Hitachi Data Systems Monday unveiled its version of a converged infrastructure. Dubbed Hitachi Unified Compute Platform (UCP), the HDS offering is a direct competitor to Cisco's Unified Computing System (UCS).
Hitachi Data Systems Monday unveiled its version of a converged infrastructure. Dubbed Hitachi Unified Compute Platform (UCP), the HDS offering is a direct competitor to Cisco's Unified Computing System (UCS).HDS also announced an extended partnership with Microsoft to OEM Microsoft's System Center and use it as an architectural framework to manage the UCP from a centralized, tightly integrated console. Some elements are available now, notably blades, but the converged platform as a whole is due beginning of 2011.
The converged infrastructure model treats servers, storage and networking as resource pools that can be rapidly allocated, manually and dynamically, to satisfy a business need. HDS' version is an open platform with a converged infrastructure approach.
The platform will initially launch with HDS blade servers, storage and networking hardware, and support for Microsoft's Hyper-V and VMware's ESX from a hypervisor perspective. It will then extend support to additional hardware manufacturers and software developers through the use of the open APIs that are built into the platform. These open APIs will enable other manufacturers to leverage HDS' platform by writing software that can plug into the Orchestration console, and as a result, replace certain components of the platform. Say you don't like HDS network switches and you want to replace them with a Foundry switch; if Brocade writes APIs into this console, you can do so. That goes for Cisco too, for that matter.
HDS says IT can also swap servers, although it's unclear how that will work exactly, blade technology being proprietary to manufacturers. And, while UCP will leverage Microsoft's System Center, HDS will use its own developers to code into the platform, creating a tightly integrated centralized console that can manage the entire platform across its different layers.
The highlight of the platform will be the "Orchestration" software, which is the unified management console that promises the following:
• Workflow coordination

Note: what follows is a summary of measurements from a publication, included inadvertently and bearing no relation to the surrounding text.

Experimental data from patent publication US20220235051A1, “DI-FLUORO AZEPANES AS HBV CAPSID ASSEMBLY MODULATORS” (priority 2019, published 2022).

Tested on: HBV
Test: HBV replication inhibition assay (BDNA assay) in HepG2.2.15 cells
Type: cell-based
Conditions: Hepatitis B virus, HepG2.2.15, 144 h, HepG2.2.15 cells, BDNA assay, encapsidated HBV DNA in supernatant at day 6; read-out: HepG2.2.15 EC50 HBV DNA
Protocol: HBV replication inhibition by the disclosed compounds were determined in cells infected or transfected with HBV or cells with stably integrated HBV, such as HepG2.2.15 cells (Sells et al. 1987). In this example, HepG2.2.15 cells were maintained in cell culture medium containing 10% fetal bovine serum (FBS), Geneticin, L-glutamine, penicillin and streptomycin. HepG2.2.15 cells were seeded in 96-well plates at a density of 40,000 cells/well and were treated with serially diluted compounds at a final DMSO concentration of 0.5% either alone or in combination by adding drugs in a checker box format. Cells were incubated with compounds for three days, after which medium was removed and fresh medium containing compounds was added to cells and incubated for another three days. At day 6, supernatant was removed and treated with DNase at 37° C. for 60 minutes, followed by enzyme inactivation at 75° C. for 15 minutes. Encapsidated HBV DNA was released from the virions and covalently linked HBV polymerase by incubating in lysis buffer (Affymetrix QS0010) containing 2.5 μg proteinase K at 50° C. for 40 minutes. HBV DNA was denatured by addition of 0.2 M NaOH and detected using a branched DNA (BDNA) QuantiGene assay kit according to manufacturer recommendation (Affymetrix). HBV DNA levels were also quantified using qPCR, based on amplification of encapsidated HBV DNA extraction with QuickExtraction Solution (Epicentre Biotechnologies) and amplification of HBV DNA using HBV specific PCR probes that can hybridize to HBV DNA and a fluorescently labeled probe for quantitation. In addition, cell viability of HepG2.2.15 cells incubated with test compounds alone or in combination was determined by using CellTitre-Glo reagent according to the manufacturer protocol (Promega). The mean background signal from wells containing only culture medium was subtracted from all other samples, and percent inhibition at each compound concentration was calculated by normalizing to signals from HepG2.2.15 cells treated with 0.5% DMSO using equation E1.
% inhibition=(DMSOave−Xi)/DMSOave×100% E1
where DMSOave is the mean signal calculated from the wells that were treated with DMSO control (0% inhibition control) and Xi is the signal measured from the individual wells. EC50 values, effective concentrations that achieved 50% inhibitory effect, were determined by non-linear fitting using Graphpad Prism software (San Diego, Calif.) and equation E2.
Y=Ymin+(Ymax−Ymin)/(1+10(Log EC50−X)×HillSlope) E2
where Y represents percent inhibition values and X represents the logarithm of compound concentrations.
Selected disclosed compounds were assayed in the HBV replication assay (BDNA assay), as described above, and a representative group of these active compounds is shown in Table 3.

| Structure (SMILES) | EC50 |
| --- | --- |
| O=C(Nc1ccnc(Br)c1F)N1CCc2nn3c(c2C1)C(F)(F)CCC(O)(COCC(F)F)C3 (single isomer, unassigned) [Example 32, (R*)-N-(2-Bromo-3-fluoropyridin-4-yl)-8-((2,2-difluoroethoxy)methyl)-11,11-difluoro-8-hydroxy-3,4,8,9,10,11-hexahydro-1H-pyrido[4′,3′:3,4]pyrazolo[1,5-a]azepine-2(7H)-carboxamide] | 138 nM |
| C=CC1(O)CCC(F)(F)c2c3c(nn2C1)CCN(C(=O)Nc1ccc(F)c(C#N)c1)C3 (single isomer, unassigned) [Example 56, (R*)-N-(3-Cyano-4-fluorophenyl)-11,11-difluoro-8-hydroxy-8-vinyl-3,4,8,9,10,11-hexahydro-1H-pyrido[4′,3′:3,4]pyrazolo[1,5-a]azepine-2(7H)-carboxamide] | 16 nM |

• Centralized management
• Service-level management
• Billing and chargebacks
• Version control
• Backup and replication
• Ability to manage multiple sites from a single Orchestration console
• Easy expandability
A converged infrastructure is ideal for highly virtualized organizations. Say you want to expand your use of virtual desktops. IT could buy a converged infrastructure pre-designed for VDI. Here is your rack, it has been tested for 250 users with this configuration and these applications, and here are your metrics. We also have a version tested for 500 users. Have a SQL cluster project, Exchange and SharePoint? This box was tested with this configuration, and here are your metrics. IT would no longer need to buy the components separately and stitch them together. HDS and other converged infrastructure manufacturers finally understand that it is the usage model that drives the purchase of their products, and not the other way around.
While the HDS/Microsoft announcement is more an expanded partnership rather than the codevelopment of a system a la Cisco/EMC/VMware vBlocks, it is nonetheless a step in the right direction, though I still think Citrix and HDS have a lot to gain from the co-production of a product that is geared toward desktop virtualization.
Traditionally, HDS has followed a passive marketing approach to products, seeming to believe in the Japanese way of "product quality will speak louder than marketing hype." But it now seems to be adopting the American way of "marketing is king," having hired some new blood in the marketing department and promising to rectify some of longstanding issues, like no road map announcements and the fact that we don't know what HDS makes-some think it's just TVs, others think it's just enterprise storage.
The fact of the matter is, HDS produces so much that it's quite possible no one person has a complete inventory. Up until a few months ago, I didn't know HDS even made blades, much less that its blades can be partitioned into several logical blades, a hardware-level virtualization technique that's new on the x86 platform. Each HDS blade can be partitioned into 16 logical blades; say, 8 can be used for hypervisor-based virtualization, with the rest reserved for hardware level support for those applications you still are not comfortable virtualizing. Now, granted, that creates a single point of failure on that particular blade, but even if you have a 2:1 ratio, that is still better than dedicating an entire blade to a single application.
Another useful feature of these blades is the ability to combine multiple blades and present them to the operating system as a single server entity with all their resources. We have to admit, that's pretty cool.
They say the proof is in the pudding, so we've asked HDS to show us how this platform works. After interviewing some folks at HDS that promised to give a demo of the product and its capabilities, I'll report back and post the video interview and the findings. In the interim, if you have any questions about this platform that you want me to ask HDS, feel free to find me on twitter
Elias Khnaser is the practice manager for virtualization and cloud computing at Artemis Technology, a solutions integrator focused on aligning business and IT.
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